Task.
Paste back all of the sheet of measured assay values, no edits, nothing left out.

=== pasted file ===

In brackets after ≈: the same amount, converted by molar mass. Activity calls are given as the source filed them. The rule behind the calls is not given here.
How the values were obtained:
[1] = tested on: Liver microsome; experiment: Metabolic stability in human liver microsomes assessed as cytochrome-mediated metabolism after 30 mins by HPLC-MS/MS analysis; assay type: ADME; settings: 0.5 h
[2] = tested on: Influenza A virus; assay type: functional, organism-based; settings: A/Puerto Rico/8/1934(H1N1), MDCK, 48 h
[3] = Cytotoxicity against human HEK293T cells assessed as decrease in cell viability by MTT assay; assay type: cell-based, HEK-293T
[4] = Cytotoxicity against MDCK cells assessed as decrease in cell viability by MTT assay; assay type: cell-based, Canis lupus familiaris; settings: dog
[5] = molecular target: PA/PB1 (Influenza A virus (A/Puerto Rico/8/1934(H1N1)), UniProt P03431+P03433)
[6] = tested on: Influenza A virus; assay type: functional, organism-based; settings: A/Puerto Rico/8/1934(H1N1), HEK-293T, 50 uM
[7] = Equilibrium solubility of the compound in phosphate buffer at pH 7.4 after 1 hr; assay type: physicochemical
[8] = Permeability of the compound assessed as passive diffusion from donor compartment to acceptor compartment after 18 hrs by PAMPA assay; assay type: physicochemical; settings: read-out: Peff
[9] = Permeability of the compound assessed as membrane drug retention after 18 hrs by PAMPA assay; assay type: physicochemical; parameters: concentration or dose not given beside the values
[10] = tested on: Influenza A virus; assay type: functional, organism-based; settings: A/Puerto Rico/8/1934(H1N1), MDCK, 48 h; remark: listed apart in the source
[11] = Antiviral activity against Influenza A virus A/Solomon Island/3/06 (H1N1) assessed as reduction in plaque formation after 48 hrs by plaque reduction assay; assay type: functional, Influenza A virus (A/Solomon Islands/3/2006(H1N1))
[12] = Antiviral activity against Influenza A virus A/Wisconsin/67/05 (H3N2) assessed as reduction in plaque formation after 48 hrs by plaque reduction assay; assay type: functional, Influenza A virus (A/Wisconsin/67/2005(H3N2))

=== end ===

In brackets after ≈: the same amount, converted by molar mass. Activity calls are given as the source filed them. The rule behind the calls is not given here.
How the values were obtained:
[1] = tested on: Liver microsome; experiment: Metabolic stability in human liver microsomes assessed as cytochrome-mediated metabolism after 30 mins by HPLC-MS/MS analysis; assay type: ADME; settings: 0.5 h
[2] = tested on: Influenza A virus; assay type: functional, organism-based; settings: A/Puerto Rico/8/1934(H1N1), MDCK, 48 h
[3] = Cytotoxicity against human HEK293T cells assessed as decrease in cell viability by MTT assay; assay type: cell-based, HEK-293T
[4] = Cytotoxicity against MDCK cells assessed as decrease in cell viability by MTT assay; assay type: cell-based, Canis lupus familiaris; settings: dog
[5] = molecular target: PA/PB1 (Influenza A virus (A/Puerto Rico/8/1934(H1N1)), UniProt P03431+P03433)
[6] = tested on: Influenza A virus; assay type: functional, organism-based; settings: A/Puerto Rico/8/1934(H1N1), HEK-293T, 50 uM
[7] = Equilibrium solubility of the compound in phosphate buffer at pH 7.4 after 1 hr; assay type: physicochemical
[8] = Permeability of the compound assessed as passive diffusion from donor compartment to acceptor compartment after 18 hrs by PAMPA assay; assay type: physicochemical; settings: read-out: Peff
[9] = Permeability of the compound assessed as membrane drug retention after 18 hrs by PAMPA assay; assay type: physicochemical; parameters: concentration or dose not given beside the values
[10] = tested on: Influenza A virus; assay type: functional, organism-based; settings: A/Puerto Rico/8/1934(H1N1), MDCK, 48 h; remark: listed apart in the source
[11] = Antiviral activity against Influenza A virus A/Solomon Island/3/06 (H1N1) assessed as reduction in plaque formation after 48 hrs by plaque reduction assay; assay type: functional, Influenza A virus (A/Solomon Islands/3/2006(H1N1))
[12] = Antiviral activity against Influenza A virus A/Wisconsin/67/05 (H3N2) assessed as reduction in plaque formation after 48 hrs by plaque reduction assay; assay type: functional, Influenza A virus (A/Wisconsin/67/2005(H3N2))